Rabbits are wonderful, quirky pets who do all kinds of things that entertain us. They also do quite a few things that confuse us, such as climbing on our legs. This behavior, although strange and sometimes a bit challenging if we are trying to walk somewhere, is likely normal and nothing to fear.
So, why does my rabbit climb my leg? The most plausible answer is because your baby bunny is not such a baby anymore; your rabbit likely is entering sexual maturity and is demonstrating courting behavior.
In this article we will examine a rabbit’s body language and cues to help us understand what is going on in those little heads. We will also discuss marking, dominance, and attention-seeking, all of which could possibly play a part in your rabbit’s behavior.
Bunny Body Language and “Courting”
Rabbits depend heavily on body language to communicate with each other and with us. The difference is, however, sometimes we humans do not catch on as quickly as our pets would like.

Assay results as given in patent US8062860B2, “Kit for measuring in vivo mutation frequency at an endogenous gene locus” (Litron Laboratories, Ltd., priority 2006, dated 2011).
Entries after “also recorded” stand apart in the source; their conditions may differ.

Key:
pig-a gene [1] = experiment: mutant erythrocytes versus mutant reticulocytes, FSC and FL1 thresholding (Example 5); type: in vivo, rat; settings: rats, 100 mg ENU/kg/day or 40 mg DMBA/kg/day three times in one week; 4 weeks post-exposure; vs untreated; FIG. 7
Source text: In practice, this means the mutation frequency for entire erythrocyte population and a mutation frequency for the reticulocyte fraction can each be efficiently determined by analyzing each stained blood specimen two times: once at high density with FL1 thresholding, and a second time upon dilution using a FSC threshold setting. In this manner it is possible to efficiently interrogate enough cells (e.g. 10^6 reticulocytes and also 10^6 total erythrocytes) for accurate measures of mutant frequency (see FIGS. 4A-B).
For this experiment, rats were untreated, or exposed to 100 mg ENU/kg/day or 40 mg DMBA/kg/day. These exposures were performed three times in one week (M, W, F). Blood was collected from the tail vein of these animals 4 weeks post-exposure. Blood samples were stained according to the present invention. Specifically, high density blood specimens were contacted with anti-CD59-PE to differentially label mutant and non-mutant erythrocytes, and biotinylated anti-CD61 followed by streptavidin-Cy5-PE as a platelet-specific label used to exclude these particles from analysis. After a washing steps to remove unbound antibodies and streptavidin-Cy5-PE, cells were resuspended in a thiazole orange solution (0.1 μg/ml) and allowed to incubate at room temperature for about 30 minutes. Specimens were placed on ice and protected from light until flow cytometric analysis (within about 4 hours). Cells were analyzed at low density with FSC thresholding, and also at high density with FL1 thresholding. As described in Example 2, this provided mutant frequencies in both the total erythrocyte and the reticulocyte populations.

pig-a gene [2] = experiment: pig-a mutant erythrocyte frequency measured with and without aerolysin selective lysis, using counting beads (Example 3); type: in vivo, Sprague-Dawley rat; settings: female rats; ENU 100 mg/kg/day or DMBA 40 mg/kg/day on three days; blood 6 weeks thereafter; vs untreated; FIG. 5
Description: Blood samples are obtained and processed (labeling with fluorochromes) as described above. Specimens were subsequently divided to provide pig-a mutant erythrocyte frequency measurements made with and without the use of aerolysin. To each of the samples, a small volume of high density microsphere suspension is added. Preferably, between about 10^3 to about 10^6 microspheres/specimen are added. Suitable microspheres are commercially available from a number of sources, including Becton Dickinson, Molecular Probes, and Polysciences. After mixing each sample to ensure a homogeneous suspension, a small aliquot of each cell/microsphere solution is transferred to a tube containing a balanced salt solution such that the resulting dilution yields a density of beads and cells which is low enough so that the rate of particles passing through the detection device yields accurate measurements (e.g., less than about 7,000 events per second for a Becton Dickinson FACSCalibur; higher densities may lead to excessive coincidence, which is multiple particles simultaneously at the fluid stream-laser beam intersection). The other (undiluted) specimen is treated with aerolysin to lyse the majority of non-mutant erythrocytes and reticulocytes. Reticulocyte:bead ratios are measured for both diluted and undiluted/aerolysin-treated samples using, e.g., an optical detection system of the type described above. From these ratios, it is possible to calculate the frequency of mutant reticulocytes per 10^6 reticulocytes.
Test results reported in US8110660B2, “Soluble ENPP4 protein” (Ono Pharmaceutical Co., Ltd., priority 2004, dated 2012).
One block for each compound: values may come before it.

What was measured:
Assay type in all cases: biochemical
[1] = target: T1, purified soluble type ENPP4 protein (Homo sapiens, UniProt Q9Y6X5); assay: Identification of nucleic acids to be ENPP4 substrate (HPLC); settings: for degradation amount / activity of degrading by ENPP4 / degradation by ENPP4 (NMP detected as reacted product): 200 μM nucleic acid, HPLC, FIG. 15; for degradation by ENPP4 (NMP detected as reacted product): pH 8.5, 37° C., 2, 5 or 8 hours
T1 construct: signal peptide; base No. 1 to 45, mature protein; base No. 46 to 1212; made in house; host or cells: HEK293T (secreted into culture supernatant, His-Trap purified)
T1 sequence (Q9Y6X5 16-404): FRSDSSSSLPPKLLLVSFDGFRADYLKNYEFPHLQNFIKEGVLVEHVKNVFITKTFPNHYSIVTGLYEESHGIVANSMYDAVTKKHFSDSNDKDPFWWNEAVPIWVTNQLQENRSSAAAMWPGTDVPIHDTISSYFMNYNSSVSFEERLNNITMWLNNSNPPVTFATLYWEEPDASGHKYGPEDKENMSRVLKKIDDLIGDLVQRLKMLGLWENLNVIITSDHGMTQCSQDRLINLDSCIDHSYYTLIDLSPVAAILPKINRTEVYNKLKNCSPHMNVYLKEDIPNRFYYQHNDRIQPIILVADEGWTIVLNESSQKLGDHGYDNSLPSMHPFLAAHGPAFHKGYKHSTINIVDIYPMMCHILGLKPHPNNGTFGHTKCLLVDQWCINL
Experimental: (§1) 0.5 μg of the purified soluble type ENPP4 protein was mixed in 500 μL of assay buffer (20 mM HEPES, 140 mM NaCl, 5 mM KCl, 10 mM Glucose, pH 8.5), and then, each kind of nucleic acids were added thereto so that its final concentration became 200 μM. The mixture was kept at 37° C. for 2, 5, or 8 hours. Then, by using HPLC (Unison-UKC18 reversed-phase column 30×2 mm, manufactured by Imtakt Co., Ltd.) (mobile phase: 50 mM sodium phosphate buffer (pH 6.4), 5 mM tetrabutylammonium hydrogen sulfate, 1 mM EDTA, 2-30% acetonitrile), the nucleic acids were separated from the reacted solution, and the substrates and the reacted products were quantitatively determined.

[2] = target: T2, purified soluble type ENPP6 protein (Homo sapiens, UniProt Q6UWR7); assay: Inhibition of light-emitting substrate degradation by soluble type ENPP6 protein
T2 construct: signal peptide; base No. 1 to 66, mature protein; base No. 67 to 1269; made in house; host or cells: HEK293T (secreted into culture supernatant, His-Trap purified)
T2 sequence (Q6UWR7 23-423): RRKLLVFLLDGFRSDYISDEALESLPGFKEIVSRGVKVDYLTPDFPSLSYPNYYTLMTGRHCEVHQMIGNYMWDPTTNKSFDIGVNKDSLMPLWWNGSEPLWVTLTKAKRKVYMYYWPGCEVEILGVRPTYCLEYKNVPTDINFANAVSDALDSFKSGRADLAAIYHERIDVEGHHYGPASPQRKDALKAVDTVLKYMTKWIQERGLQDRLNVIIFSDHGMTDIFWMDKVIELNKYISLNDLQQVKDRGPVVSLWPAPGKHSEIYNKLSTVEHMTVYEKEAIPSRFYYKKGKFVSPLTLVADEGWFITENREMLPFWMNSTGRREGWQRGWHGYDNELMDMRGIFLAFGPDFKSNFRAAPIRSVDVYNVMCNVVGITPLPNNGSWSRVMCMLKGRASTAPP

There are a multitude of signs and signals our friends give us to let us know how they feel, and it is always a good idea for anyone with a rabbit in their home to be familiar with at least some of them.
Rabbits use everything from their noses and ears to their big back feet to communicate, so when you notice a new behavior such as leg climbing, it is a good idea to consider all surrounding circumstances.
A lot of behaviors depend on age and breed, some vary based on the time of year, and still others crop up coupled with other behaviors you may not have noticed right away like pawing or new ear positions.
Regarding leg climbing, the most likely driver of this behavior, depending on your rabbit’s age, is maturity. If you have a young rabbit that is not spayed or neutered, these antics may be part of what is referred to as “courting” behavior.